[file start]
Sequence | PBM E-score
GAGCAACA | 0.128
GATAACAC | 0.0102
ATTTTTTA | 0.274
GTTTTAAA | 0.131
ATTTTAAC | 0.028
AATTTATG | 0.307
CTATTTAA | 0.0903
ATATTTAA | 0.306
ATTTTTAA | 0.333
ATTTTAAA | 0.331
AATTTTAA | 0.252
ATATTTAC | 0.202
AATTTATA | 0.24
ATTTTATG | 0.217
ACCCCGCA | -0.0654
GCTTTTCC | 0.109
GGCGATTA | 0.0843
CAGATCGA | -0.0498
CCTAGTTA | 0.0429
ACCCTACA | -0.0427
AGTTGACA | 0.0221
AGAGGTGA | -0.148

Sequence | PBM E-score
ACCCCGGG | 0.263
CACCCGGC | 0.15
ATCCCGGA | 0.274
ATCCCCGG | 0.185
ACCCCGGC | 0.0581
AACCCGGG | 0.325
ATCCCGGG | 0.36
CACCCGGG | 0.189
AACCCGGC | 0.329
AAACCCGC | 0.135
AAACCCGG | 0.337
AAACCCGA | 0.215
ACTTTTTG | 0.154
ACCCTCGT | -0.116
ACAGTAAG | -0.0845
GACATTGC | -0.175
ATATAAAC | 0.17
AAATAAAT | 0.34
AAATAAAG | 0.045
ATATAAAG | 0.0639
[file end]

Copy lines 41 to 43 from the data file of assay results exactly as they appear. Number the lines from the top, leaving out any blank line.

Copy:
ATATAAAC | 0.17
AAATAAAT | 0.34
AAATAAAG | 0.045